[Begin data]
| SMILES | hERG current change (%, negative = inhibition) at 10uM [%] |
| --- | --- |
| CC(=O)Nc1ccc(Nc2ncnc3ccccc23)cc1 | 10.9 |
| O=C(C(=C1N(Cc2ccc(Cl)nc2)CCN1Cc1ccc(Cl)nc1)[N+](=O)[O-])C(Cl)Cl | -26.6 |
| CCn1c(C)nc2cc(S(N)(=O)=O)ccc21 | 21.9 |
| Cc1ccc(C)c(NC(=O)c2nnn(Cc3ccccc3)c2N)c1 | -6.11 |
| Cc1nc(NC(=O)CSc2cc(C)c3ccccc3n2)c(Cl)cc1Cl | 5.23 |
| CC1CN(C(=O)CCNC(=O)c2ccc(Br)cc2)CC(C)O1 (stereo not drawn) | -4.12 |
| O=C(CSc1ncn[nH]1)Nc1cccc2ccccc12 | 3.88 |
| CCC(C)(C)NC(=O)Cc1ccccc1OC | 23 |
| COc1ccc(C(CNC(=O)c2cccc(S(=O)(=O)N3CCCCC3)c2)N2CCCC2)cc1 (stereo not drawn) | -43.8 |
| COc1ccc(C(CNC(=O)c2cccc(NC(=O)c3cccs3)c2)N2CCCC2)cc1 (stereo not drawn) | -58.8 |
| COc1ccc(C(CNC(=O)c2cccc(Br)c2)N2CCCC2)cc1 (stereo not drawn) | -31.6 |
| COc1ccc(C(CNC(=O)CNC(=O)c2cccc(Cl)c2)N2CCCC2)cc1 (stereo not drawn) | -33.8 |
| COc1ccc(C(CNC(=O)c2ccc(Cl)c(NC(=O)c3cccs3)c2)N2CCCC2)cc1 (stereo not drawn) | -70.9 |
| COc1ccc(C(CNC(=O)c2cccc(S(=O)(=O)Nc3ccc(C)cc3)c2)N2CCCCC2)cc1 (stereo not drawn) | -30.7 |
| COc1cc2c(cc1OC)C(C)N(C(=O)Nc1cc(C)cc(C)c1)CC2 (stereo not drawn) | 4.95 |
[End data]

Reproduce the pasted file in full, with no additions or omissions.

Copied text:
| SMILES | hERG current change (%, negative = inhibition) at 10uM [%] |
| --- | --- |
| CC(=O)Nc1ccc(Nc2ncnc3ccccc23)cc1 | 10.9 |
| O=C(C(=C1N(Cc2ccc(Cl)nc2)CCN1Cc1ccc(Cl)nc1)[N+](=O)[O-])C(Cl)Cl | -26.6 |
| CCn1c(C)nc2cc(S(N)(=O)=O)ccc21 | 21.9 |
| Cc1ccc(C)c(NC(=O)c2nnn(Cc3ccccc3)c2N)c1 | -6.11 |
| Cc1nc(NC(=O)CSc2cc(C)c3ccccc3n2)c(Cl)cc1Cl | 5.23 |
| CC1CN(C(=O)CCNC(=O)c2ccc(Br)cc2)CC(C)O1 (stereo not drawn) | -4.12 |
| O=C(CSc1ncn[nH]1)Nc1cccc2ccccc12 | 3.88 |
| CCC(C)(C)NC(=O)Cc1ccccc1OC | 23 |
| COc1ccc(C(CNC(=O)c2cccc(S(=O)(=O)N3CCCCC3)c2)N2CCCC2)cc1 (stereo not drawn) | -43.8 |
| COc1ccc(C(CNC(=O)c2cccc(NC(=O)c3cccs3)c2)N2CCCC2)cc1 (stereo not drawn) | -58.8 |
| COc1ccc(C(CNC(=O)c2cccc(Br)c2)N2CCCC2)cc1 (stereo not drawn) | -31.6 |
| COc1ccc(C(CNC(=O)CNC(=O)c2cccc(Cl)c2)N2CCCC2)cc1 (stereo not drawn) | -33.8 |
| COc1ccc(C(CNC(=O)c2ccc(Cl)c(NC(=O)c3cccs3)c2)N2CCCC2)cc1 (stereo not drawn) | -70.9 |
| COc1ccc(C(CNC(=O)c2cccc(S(=O)(=O)Nc3ccc(C)cc3)c2)N2CCCCC2)cc1 (stereo not drawn) | -30.7 |
| COc1cc2c(cc1OC)C(C)N(C(=O)Nc1cc(C)cc(C)c1)CC2 (stereo not drawn) | 4.95 |